There has been a trend in recent years for certain defendants, including some employers accused of discrimination and retaliatory action in the workplace, to seek arbitration, rather than litigation of Atlanta employment discrimination cases. While there are some situations in which arbitration might be an acceptable alternative to litigation, most plaintiffs prefer to have their day in court. Sometimes, it is necessary to fight for this right, especially when paperwork has allegedly been signed agreeing to arbitration as a condition of employment. In disputed cases, it is up to the court to decide which remedy is appropriate.
Facts of the Case
In a recent unpublished decision from the United States Court of Appeals for the Eleventh Circuit, the plaintiff was a man who had worked two short terms as a seasonal employee of the defendant store (both terms of employment occurred during October through January, one in 2015-2016, and the other in 2016-2017). According to the plaintiff’s complaint, he sought permanent employment with the defendant, but this request was denied, as were his other attempts to become a regular, full-time employee of the defendant.
The plaintiff filed suit in the United States District Court for the Northern District of Georgia, asserting that the defendant had refused to engage him in regular employment due to his race, gender, age, and national origin, as well as in retaliation for allegations of discrimination that he made during his seasonal employment. The defendant filed a motion to compel arbitration based on arbitration clauses that the plaintiff allegedly accepted during the outset of his periods of seasonal employment. The district court granted the motion, and the plaintiff appealed.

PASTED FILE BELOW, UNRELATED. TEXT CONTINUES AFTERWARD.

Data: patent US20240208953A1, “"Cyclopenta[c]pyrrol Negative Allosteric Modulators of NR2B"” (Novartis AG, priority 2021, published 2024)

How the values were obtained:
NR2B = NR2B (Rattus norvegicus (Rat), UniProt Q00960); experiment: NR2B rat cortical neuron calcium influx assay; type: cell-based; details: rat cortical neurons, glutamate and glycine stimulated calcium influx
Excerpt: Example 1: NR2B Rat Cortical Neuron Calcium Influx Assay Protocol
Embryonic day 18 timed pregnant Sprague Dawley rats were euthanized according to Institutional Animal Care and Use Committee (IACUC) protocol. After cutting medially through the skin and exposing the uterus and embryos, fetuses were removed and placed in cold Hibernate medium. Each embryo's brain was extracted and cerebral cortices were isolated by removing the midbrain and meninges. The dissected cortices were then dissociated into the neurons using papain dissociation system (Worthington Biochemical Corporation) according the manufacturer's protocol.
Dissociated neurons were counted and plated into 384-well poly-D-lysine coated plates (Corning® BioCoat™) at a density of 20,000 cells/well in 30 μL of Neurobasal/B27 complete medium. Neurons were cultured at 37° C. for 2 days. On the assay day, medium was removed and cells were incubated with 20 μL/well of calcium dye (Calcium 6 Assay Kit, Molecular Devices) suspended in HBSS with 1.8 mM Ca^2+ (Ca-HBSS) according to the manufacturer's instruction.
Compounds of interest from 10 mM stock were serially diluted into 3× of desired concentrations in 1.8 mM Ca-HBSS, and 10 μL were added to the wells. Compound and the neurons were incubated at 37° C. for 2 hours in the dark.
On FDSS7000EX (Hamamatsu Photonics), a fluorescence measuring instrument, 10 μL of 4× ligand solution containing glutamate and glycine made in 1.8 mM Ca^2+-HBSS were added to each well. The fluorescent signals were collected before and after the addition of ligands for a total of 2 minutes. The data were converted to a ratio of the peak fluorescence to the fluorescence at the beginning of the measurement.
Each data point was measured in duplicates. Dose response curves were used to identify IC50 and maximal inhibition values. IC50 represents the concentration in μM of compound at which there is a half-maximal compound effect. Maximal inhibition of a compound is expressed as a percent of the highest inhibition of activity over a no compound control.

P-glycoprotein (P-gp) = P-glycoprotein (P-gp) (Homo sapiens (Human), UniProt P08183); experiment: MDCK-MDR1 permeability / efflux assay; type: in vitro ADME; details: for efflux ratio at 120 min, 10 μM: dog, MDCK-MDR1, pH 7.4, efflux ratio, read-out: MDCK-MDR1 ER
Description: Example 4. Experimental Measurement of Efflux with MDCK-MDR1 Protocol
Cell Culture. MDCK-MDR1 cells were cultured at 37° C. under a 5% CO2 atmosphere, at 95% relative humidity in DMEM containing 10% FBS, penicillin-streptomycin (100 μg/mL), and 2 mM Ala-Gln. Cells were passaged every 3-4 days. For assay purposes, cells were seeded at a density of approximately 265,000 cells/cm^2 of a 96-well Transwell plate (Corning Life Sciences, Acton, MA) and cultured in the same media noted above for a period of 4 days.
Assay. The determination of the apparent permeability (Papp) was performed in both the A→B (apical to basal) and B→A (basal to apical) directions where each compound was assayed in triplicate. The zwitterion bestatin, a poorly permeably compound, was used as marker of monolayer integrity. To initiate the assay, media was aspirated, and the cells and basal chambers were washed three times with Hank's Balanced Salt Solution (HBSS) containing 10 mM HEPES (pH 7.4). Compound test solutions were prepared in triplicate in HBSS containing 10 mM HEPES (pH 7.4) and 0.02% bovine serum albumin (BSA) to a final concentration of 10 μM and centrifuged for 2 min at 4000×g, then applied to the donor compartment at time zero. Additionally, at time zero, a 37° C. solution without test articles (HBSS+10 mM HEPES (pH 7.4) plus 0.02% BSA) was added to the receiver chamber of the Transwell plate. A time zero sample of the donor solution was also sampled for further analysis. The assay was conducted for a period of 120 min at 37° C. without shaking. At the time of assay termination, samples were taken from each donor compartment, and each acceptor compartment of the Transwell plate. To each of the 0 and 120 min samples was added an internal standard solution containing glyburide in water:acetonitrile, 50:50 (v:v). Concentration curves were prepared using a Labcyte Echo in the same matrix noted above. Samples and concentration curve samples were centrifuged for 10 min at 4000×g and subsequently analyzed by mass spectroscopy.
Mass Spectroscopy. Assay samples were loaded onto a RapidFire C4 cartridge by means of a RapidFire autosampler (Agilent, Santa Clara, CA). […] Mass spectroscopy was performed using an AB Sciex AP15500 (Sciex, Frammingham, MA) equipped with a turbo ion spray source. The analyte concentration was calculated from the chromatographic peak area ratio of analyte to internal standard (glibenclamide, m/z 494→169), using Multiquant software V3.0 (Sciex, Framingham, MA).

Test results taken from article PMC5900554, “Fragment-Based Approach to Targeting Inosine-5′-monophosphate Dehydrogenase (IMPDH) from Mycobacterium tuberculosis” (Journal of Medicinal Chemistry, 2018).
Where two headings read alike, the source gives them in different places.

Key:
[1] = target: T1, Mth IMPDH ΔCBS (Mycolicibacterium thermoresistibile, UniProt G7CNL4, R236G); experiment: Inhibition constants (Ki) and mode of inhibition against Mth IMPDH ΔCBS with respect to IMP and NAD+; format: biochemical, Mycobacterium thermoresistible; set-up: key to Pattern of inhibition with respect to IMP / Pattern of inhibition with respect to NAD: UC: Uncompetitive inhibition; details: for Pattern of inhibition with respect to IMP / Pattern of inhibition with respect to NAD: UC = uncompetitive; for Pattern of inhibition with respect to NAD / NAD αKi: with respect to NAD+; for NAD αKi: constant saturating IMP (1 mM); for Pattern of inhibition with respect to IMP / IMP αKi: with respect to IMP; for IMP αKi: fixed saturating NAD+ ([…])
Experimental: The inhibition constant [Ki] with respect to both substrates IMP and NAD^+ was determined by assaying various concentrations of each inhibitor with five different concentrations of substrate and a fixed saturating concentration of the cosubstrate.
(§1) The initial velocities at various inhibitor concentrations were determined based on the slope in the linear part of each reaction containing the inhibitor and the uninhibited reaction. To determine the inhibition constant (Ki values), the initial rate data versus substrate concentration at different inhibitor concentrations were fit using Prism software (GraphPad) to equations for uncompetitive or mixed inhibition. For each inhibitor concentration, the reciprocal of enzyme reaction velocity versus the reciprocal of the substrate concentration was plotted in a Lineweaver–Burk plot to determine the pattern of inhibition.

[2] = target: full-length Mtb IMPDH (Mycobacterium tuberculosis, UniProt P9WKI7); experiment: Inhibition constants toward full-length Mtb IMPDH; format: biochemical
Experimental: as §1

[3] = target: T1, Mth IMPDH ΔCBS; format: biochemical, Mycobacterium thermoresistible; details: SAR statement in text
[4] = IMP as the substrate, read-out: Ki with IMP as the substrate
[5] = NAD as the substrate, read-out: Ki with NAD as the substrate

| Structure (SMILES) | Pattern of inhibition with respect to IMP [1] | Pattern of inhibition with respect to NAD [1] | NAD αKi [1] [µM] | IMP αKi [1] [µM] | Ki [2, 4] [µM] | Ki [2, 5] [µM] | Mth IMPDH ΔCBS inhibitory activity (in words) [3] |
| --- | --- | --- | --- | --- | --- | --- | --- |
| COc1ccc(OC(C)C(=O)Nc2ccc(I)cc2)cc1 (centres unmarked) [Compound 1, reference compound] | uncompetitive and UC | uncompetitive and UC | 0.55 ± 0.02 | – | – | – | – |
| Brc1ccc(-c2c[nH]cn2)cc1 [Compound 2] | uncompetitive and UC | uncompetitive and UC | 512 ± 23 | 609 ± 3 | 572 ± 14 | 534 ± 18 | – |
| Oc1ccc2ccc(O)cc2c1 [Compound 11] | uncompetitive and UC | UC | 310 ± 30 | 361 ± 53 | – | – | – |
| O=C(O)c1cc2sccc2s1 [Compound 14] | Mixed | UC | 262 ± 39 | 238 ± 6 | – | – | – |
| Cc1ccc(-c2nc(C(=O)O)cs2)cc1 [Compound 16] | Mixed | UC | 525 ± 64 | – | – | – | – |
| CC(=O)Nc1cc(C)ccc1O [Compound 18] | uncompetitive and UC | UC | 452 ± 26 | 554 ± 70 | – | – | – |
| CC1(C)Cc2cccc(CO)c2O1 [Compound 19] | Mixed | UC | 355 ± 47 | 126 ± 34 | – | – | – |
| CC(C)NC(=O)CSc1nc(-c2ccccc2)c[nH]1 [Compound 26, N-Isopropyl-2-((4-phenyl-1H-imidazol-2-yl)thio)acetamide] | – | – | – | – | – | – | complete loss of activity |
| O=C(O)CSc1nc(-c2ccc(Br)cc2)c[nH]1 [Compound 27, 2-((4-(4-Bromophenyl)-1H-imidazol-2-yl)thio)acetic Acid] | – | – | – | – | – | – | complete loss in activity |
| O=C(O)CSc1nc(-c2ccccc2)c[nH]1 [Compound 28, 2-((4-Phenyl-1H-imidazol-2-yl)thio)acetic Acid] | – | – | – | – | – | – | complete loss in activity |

The Circuit Court’s Decision
On appeal, the plaintiff clarified that he did intend to assert a claim based on the denial of his requests to be converted to permanent employment during his periods of seasonal work; rather, allegations regarding those requests were intended merely as background information in his complaint. Thus, the gravamen of the plaintiff’s claims against the defendant concerned the defendant’s denial of his separate applications for employment, which were submitted during times that the plaintiff was not working as a seasonal employee.
As the case proceeded through briefing and oral argument before the court of appeals, the defendant conceded that the arbitration clauses upon which it relied did not cover all of the plaintiff’s claim. Although the defendant insisted that the clauses did cover at least some of the claims at issue, it eventually stated that it no longer wished to arbitrate any of the plaintiff’s claims but, rather, would prefer to have the matter resolved through litigation rather than arbitration.
While acknowledging that there are limits to a party’s ability to, through a voluntary action, force vacatur of an order from which an appeal has been taken, the reviewing court determined that the proper course of action under the circumstances was to vacate the district court’s order compelling arbitration and remand the case to federal district case for litigation of the plaintiff’s various employment law claims.
Talk to an Atlanta Retaliatory Employment Decision Attorney
If you believe that you have been unlawfully discriminated against or been the victim of an adverse employment decision based in retaliation for protected conduct, you need to talk to a lawyer. At the law offices of Parks, Chesin & Walbert, our team of experienced employment discrimination lawyers are here to help you pursue justice in your situation. Call us at 404-873-8048 to set up an appointment to get started on your case. As with any legal matter, time if of the essence, so please do not delay in seeking legal advice about your claim(s).